He wants sugar and I promise to get some for him.
The pain and a new bandage shows me that they have removed the nail from my toe while I was unconscious.
There’s a good deal of conversation between myself and the others in this ward. We’re all NCOs, all the officers are in separate rooms and the lower ranks are in a larger ward on the bottom floor.
The Feldwebel next to me tells me that I speak Latin in my sleep.
Sometime later, Vater, Seppl, Sigi and some others come by to see me after they have seen der Eiserne.
Malmann is with them and comes in before the others arrive. There’s no love lost between him and der Meister. The less he sees of Berthold the better.
I tell him about the sugar. He takes the boots with him when he leaves. He’s become quite a good friend and accomplice but I still watch him. You never know when someone is waiting for you to turn your back and I judge that this may be the case with him.
It’s been over two months now since I broke his arm and he has almost full mobility with it now. Though I can see that it still pains him.
One of the doctors is present and, before my visitors are allowed to speak to me, he points to each and asks me if I know who they are. I give these answers slowly and make some mistakes, just to keep the game interesting.
Vater, who saw me go after the Camel asks, “Did you get your Englishman?”
I pretend not to remember anything after we attacked the Camels that were strafing the Houthulst-Staden road. Evidently he had not seen the D.H.4 I forced to land before this attack.
They tell me how they and the rest of the Gruppe spent that evening trying to keep the Tommies at bay.
Seppl says an Arbeitsflieger from FA 19 came up with a clever idea. He followed a British contact -patrol aircraft and when the troops below responded to a call for flares, he dropped signal lights on them, marking their position for our artillery.
I also pretend not to remember anything about the crash or my ordeal between the lines. I intend to continue to not remember and thus avoid any explanations about the other Camels I flamed and the D.H.4. Perhaps I won’t even have to explain why I did the very things I warned my Hasen against.
They also inform me that Beomia has been blown up by artillery fire. I know this, of course, but receive the news as if it were a shock. I don’t have to manufacture the tears that come.
I grieve for Beomia as much as I would for a fallen comrade or lost mate. I am much affected by the loss and guilt.
I have much time to reflect and I very much regret chasing after that Engländer.
I reflect that it’s true that with time one develops a certain amount of wisdom and certainly a great deal of learning from experience. But, despite this greater knowledge, you’re still the same person you were when you reached manhood. One still continues to make the same mistakes over and over if one isn’t constantly on guard.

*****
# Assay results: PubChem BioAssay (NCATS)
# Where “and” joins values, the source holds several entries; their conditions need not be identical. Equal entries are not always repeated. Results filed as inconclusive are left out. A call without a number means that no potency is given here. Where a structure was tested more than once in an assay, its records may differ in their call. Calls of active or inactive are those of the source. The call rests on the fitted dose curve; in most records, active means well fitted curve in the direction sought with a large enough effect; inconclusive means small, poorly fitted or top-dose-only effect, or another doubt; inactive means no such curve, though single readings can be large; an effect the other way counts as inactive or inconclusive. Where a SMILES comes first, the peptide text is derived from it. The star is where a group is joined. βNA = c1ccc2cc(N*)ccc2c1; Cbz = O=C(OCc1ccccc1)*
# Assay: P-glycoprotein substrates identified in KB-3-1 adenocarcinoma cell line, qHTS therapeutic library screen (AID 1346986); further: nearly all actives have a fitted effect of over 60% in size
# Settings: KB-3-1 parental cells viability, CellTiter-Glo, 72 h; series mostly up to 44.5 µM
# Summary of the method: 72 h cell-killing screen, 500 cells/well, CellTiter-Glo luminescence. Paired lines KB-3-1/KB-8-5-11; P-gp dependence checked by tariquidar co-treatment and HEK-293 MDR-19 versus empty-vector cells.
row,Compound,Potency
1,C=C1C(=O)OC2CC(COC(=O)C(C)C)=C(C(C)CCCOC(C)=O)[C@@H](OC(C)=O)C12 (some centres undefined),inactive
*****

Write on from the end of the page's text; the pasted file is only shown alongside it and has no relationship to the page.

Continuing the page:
This latest incident in which I lost control and chased the Camel over the lines at such low altitude is just one example.
I grew to manhood under the iron will of Roman military discipline, which stripped away the soft malleable material of humanity, fashioning me into a deadly fighter, wholly subordinate to the word of command.
And yet, even then, there were times when I lost control of myself and had to be forced back into my place in the line, the legacy of my divine progenitor.
On the other hand, six months is a long life for a combat aircraft. And, better to go out in a blaze of glory than end up in the scrap heap or smashed by some ham handed pilot trainee. Easy for me to say, I suppose. During the time Beomia and I flew and fought together, we formed such a bond that she became as close to me as my own body, together we were a wundertier.
She responded to me without hesitation, almost anticipating my desires.
Just as the rider can only display his finest skills on a noble horse, who reacts to the slightest pressure on her side, the pilot can best show his skills on such a bird as Beomia, through which even the most delicate movements of the steering column trigger the desired effect.
The doctor has them leave at this point. They aren’t allowed to give me the good cognac they had brought for me because of the fractured skull, but they were allowed to leave the cigarettes, for which I was most grateful.
I’ve become quite dependent on these and on coffee and tea. We had nothing comparable to these in earlier times. We drank watered wine for energy and sometimes smoked cannabis to calm the nerves.
CAPTION: French soldier’s fantasy about being wounded and cared for by the nurses.
When my bandages are changed for the first time the nurse is amazed that my skull was almost completely healed. There was nothing I could do to avoid this other than smashing my head against the wall.
Her conclusion is that the diagnosis of the doctor who saw me first was in error. My forehead had been so swollen that it appeared to be more injured than was the actual case.
The overwork and continual shift change of the medical staff usually works to my advantage in these cases.
A doctor comes later to examine my ribs and after prodding me painfully decides the ribs were not broken after all, perhaps only cracked.
I’m given crutches and encouraged to get up and move about.
I go to see der Eiserne.
He still speaks of Vater as if he were Stellvertretender Staffelführer (Deputy Squadron Leader) rather than being his appointed replacement. “Vater is loyal, never leaves our Jasta in the lurch and, though he’s not shooting down any more aircraft, he helps more by way of his decent character than by bringing down aeroplanes. He will see to it that an impeccable tone, a respectable understanding and a suitable flying spirit remain alive in the Jasta while I am away.”
“But, he does not have sufficient aggressiveness to inspire the Staffel to ever greater achievements.”
“When I return I shall have to start from the beginning again.”
“I am glad that Strahle is back, he will be of great help to Vater, I would rather have had him lead in my absence but, from what you have told me, he leads in the air. That is good.”
“It is Seppl that I would most like to see take the Staffel if something were to happen to me. (As if nothing has happened to him now.) But he is not yet ready. If that young hound stays alive he will achieve wonderful success.” *
*Adapted from letters and diary entries by Rudolf Berthold found in Osprey “Jasta 18; the Red Noses,” Greg VanWyngarden and “Iron Man, Rudolf Berthold” by Peter Kilduff